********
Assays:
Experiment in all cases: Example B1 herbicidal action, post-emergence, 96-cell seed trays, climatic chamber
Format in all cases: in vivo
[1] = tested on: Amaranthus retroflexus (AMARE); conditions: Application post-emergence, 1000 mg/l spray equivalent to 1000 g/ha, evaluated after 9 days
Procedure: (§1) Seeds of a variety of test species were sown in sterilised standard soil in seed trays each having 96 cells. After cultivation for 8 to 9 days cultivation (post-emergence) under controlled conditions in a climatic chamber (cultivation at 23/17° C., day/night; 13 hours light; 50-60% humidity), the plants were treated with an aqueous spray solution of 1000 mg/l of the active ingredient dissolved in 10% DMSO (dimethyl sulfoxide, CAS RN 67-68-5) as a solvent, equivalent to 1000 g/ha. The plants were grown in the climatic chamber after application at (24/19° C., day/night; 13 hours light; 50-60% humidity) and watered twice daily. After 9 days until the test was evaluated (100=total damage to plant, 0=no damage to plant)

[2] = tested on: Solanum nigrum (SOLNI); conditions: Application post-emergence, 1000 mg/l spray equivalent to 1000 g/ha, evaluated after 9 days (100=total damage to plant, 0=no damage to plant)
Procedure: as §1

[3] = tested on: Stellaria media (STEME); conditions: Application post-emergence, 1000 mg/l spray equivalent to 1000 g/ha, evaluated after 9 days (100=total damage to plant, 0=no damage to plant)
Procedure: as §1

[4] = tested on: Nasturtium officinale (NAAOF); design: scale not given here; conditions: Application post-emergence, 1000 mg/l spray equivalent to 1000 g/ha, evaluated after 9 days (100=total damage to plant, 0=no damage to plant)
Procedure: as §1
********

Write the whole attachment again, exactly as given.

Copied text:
Assays:
Experiment in all cases: Example B1 herbicidal action, post-emergence, 96-cell seed trays, climatic chamber
Format in all cases: in vivo
[1] = tested on: Amaranthus retroflexus (AMARE); conditions: Application post-emergence, 1000 mg/l spray equivalent to 1000 g/ha, evaluated after 9 days
Procedure: (§1) Seeds of a variety of test species were sown in sterilised standard soil in seed trays each having 96 cells. After cultivation for 8 to 9 days cultivation (post-emergence) under controlled conditions in a climatic chamber (cultivation at 23/17° C., day/night; 13 hours light; 50-60% humidity), the plants were treated with an aqueous spray solution of 1000 mg/l of the active ingredient dissolved in 10% DMSO (dimethyl sulfoxide, CAS RN 67-68-5) as a solvent, equivalent to 1000 g/ha. The plants were grown in the climatic chamber after application at (24/19° C., day/night; 13 hours light; 50-60% humidity) and watered twice daily. After 9 days until the test was evaluated (100=total damage to plant, 0=no damage to plant)

[2] = tested on: Solanum nigrum (SOLNI); conditions: Application post-emergence, 1000 mg/l spray equivalent to 1000 g/ha, evaluated after 9 days (100=total damage to plant, 0=no damage to plant)
Procedure: as §1

[3] = tested on: Stellaria media (STEME); conditions: Application post-emergence, 1000 mg/l spray equivalent to 1000 g/ha, evaluated after 9 days (100=total damage to plant, 0=no damage to plant)
Procedure: as §1

[4] = tested on: Nasturtium officinale (NAAOF); design: scale not given here; conditions: Application post-emergence, 1000 mg/l spray equivalent to 1000 g/ha, evaluated after 9 days (100=total damage to plant, 0=no damage to plant)
Procedure: as §1